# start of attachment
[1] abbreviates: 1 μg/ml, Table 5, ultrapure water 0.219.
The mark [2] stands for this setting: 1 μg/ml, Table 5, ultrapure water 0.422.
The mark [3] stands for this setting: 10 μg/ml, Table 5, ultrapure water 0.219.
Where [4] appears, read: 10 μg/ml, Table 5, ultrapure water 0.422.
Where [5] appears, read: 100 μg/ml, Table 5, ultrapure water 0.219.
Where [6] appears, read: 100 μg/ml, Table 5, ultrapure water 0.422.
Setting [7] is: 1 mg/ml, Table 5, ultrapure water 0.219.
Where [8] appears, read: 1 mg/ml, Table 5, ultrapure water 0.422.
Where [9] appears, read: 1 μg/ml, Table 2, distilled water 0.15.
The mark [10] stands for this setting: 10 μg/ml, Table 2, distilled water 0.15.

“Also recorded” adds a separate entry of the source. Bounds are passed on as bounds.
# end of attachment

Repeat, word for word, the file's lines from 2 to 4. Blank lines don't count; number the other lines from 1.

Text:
The mark [2] stands for this setting: 1 μg/ml, Table 5, ultrapure water 0.422.
The mark [3] stands for this setting: 10 μg/ml, Table 5, ultrapure water 0.219.
Where [4] appears, read: 10 μg/ml, Table 5, ultrapure water 0.422.